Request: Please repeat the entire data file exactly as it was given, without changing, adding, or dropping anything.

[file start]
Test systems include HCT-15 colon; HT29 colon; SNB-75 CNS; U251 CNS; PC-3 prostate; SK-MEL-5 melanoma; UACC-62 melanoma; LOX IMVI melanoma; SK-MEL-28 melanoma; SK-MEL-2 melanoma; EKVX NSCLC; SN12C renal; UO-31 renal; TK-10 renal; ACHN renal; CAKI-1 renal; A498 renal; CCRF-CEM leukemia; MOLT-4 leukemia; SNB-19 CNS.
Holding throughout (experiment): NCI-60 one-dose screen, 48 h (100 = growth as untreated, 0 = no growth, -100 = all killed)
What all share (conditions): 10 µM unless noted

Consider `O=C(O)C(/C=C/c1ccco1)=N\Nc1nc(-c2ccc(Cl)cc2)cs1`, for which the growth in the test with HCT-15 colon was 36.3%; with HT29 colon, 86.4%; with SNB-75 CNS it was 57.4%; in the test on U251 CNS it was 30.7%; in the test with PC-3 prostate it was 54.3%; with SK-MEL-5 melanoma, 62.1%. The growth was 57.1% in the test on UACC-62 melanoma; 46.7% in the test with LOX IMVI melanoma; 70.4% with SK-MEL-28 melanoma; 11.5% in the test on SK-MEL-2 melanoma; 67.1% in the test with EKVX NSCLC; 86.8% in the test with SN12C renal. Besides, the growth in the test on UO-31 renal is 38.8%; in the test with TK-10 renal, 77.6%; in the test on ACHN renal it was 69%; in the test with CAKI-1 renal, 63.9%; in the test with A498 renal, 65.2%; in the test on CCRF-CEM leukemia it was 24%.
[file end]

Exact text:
Test systems include HCT-15 colon; HT29 colon; SNB-75 CNS; U251 CNS; PC-3 prostate; SK-MEL-5 melanoma; UACC-62 melanoma; LOX IMVI melanoma; SK-MEL-28 melanoma; SK-MEL-2 melanoma; EKVX NSCLC; SN12C renal; UO-31 renal; TK-10 renal; ACHN renal; CAKI-1 renal; A498 renal; CCRF-CEM leukemia; MOLT-4 leukemia; SNB-19 CNS.
Holding throughout (experiment): NCI-60 one-dose screen, 48 h (100 = growth as untreated, 0 = no growth, -100 = all killed)
What all share (conditions): 10 µM unless noted

Consider `O=C(O)C(/C=C/c1ccco1)=N\Nc1nc(-c2ccc(Cl)cc2)cs1`, for which the growth in the test with HCT-15 colon was 36.3%; with HT29 colon, 86.4%; with SNB-75 CNS it was 57.4%; in the test on U251 CNS it was 30.7%; in the test with PC-3 prostate it was 54.3%; with SK-MEL-5 melanoma, 62.1%. The growth was 57.1% in the test on UACC-62 melanoma; 46.7% in the test with LOX IMVI melanoma; 70.4% with SK-MEL-28 melanoma; 11.5% in the test on SK-MEL-2 melanoma; 67.1% in the test with EKVX NSCLC; 86.8% in the test with SN12C renal. Besides, the growth in the test on UO-31 renal is 38.8%; in the test with TK-10 renal, 77.6%; in the test on ACHN renal it was 69%; in the test with CAKI-1 renal, 63.9%; in the test with A498 renal, 65.2%; in the test on CCRF-CEM leukemia it was 24%.